The American Constitution was written in 1787 by a select group of white men sweating it out for four months in a Pennsylvania statehouse poorly insulated from the 90 degree summer heat. Next week ASG will hold a constitutional convention under slightly more democratic - and cooler - conditions.
On Wednesday, ASG announced they were inviting all students to an open caucus on new constitutional guidelines for the first time in years. It will take place directly prior to the general senate meeting, when senators will vote on the regulations.
The new guidelines address seat apportionment, ceding new power to student groups while taking seats from off-campus housing and Greek Life. There are currently 15 senators from student groups on campus, some representing multiple groups at the same time. But Speaker of the Senate Matt Clarkston, said last year ASG received 21 applications from student groups or coalition of groups asking for representation. To ensure that no one is left out, they’re changing the rules.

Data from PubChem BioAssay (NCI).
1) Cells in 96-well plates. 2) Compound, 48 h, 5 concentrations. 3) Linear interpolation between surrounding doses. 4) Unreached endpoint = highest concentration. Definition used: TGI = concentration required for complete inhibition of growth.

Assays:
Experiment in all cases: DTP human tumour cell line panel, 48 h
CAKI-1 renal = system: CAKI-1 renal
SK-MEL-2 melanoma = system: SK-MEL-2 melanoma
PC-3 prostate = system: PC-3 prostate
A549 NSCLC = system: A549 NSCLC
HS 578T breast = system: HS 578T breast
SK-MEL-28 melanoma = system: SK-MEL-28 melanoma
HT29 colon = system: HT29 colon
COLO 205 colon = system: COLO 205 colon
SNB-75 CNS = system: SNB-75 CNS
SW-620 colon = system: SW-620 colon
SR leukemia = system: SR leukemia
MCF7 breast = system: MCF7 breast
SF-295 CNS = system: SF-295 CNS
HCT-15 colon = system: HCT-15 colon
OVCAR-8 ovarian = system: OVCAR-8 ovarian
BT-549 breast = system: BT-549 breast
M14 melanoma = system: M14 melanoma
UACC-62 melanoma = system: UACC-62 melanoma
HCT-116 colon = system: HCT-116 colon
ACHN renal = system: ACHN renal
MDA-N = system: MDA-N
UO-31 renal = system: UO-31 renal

It’s the first time in Clarkston’s three-year tenure ASG has held an open constitutional forum, Clarkson said. ASG made one change to the constitution in that time, but they voted by three-fourths majority to not hold a caucus.
“In this case waiving it wasn’t appropriate because a lot of groups have a lot of vested interest in this,” Clarkson said.
The caucus could also serve as a forum for discussion beyond just the issue of representation, Clarkson said.
‘The hope is that people will show up and voice how we can represent them better and how we can advocate for them better more generally,” Clarkson said. “It’s nice when non-ASG people come and let us know what our blind spots are.”
Senators Nehaarika Mulukutla, a Weinberg sophomore, and Danielle Hojnicki, a Weinberg freshman, also introduced legislation Wednesday to create a wellness center in Norris when the student center moves to the current Kellogg building in 2017. Based on templates from Dartmouth College and Duke University, the room could feature waterfalls, coloring books, meditation and the occasional therapy dog as part of a broader effort to reduce stress at Northwestern, Mulukutla said.
“This is one facet of what student life is doing as a whole to increase and mental health awareness and mental health regulation at Northwestern,” Mulukutla said. “By no means are we saying this is the end all be all.”